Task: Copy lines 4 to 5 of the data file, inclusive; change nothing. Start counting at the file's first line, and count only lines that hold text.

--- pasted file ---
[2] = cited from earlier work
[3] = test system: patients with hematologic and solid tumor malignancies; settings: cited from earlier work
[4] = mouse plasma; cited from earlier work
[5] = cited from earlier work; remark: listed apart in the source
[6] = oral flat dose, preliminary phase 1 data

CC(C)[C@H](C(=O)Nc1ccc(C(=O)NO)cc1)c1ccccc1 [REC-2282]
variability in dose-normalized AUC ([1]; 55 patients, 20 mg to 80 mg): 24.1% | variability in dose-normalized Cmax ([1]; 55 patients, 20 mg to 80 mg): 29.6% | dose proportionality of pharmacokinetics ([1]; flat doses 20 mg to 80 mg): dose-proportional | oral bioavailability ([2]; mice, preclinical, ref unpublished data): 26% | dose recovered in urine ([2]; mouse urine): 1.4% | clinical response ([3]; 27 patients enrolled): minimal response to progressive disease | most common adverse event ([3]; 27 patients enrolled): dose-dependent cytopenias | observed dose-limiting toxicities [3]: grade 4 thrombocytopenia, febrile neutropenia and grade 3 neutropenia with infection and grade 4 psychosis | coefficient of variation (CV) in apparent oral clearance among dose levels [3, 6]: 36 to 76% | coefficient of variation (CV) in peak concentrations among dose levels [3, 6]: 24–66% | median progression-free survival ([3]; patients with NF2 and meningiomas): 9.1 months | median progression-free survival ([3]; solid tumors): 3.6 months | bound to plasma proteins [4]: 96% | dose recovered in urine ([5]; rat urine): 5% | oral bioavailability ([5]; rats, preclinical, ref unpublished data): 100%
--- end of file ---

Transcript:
[5] = cited from earlier work; remark: listed apart in the source
[6] = oral flat dose, preliminary phase 1 data